The beauty of a self-care practice is you can rely on it like an old friend.
Last week I wrote about the importance of taking our own medicine. If you didn’t catch that one you can read about it here. Speaking with a good friend last week we continued this conversation a little further. We were feeling out of rhythm with our day to day lives. So we asked each other, “What’s our medicine right now?”
For both of us it meant looking at our self-care first. Taking a mental inventory of how we are doing with sleep, water intake, the foods we are eating, movement, and moments of stillness in each day. Each of us knew where we needed to put our focus. For me, it was water intake and returning to my bedtime ritual. For my friend, it was coming back to her exercise routine and cleaning up her diet.
The two of us have years of practice with this check-in under our belts. We know where we start to slip, how that effects us over time, and what to do to get back on track. We can laugh with ourselves, take a spoonful of medicine and begin again. That’s the beauty of developing practices that work for you. They’re always there like the one mate-less sock at the bottom of the laundry basket. You can count on them.
So, how do you develop a self-care practice of your own?
Here are 5 suggestions to get you on your way:
1. Carve out 5-10 minutes in your day where you can sit still and quiet.
Close your eyes and find your breath. Bring your attention to your inhale and exhale. Follow your breath like a curious observer for a minute or two without judgement. Your mind may wander. Just kindly bring it back to your breath each time. Once you feel connected to your breath and the stillness, ask yourself, “What does my body need right now?” You may get an answer right away or you may need to continue to sit; trusting that an answer will bubble up to your consciousness. When you hear that voice from within, listen, trust it, and thank it. Open your eyes and write down what you heard. Our bodies hold so much wisdom in them. You may hear laugh, dance, rest, swim, treat yourself, meet up with friends, sweat more, make warm soups, sit down or more touch please.
2. Imagine (aka. brainstorm) all the ways you can implement what your body is asking for right now.
Maybe you heard, “more fresh air.” The next step is to look at how you can implement that in your daily life. You can start by making a list of all the ways you can get outside. If you have several choices circle the one that makes you the most excited and is the easiest to begin today. If climbing a mountain is the most exciting but not something you could accomplish today or daily you can save that one for a possible end goal or daily practice celebration list. If you find your list full of excuses of why you can’t get fresh air daily you may want to start a list of what you could let go of in order to make room for what your body is asking for.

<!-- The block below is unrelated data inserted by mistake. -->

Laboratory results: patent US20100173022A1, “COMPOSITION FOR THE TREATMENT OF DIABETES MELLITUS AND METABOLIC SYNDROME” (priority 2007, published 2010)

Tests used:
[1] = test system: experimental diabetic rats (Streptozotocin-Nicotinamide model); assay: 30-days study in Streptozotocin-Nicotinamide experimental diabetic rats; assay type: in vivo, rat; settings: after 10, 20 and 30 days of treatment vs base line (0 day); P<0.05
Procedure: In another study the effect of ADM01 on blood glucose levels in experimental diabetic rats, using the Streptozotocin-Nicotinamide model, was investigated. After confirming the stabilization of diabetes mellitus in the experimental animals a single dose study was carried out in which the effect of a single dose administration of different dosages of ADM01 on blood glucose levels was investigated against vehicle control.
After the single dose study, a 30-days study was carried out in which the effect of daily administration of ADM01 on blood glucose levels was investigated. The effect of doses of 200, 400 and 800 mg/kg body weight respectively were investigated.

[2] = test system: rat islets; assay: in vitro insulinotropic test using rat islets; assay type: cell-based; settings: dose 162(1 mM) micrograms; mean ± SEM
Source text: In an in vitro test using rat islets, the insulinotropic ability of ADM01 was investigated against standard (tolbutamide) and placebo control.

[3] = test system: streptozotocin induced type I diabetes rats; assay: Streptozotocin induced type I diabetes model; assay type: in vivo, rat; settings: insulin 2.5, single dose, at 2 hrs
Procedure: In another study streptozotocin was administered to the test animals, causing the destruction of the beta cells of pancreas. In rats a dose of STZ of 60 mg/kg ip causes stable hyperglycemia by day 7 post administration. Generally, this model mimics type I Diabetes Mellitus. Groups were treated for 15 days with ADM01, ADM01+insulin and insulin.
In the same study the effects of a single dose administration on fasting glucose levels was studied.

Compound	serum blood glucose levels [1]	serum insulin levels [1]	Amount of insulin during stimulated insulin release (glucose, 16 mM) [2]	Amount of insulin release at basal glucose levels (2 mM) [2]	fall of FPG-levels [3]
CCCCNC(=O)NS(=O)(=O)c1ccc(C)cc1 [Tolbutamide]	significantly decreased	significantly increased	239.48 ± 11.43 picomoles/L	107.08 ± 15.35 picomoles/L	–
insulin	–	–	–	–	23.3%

3. Make your practice enticing so you want to show up to it.
The key with any new practice is to make it fun to show up to. It’s not about punishing ourselves like going on a strict diet. For a practice to stick it helps to make it enticing. Bring your 5 senses to it. For example, when I was working on my bedtime ritual years ago I bought a bottle of lavender aromatherapy spray and gave my pillow a spritz every night before I got into bed. I bought a tea that I saved for bedtime along with a few good books from the library. These simple things helped entice me to bed for a good night’s sleep when I really needed it.
4. Keep going to feel the benefits.
It’s Ok to lose a day here and there but reaping the rewards of a daily practice comes from commitment. Commit to yourself and the practice. If resistance sneaks in ask it why. Maybe the answer is you’re being too hard-nosed and you need to bring an element of playfulness back in. You may also be meeting up with your ego, who fears change. Let your ego know that you like this change. Tell your ego to get on board and give this practice a chance.
5. Create a mantra to affirm the changes you’re making at this time.
You can use the values list from my resources page to select three values you want to embody with your practice and then fill in this statement,
I am a ________, ________, and ________ Mama!
Write your mantra on index cards and place them where you can read them regularly for a little extra
inspiration and motivation to keep going. The goal of a daily practice is to experience the values you
With commitment and time you will feel the effects of landing in your practice.
When you feel untethered by the stormy weather, either outside or within you, your practice will be there to hold you, to pick you up, and to help you find your way again.
PS. Watch for my new e-course coming soon, called Thriving Through the Holidays. You can sign up for my newsletter below and receive a free audio gift.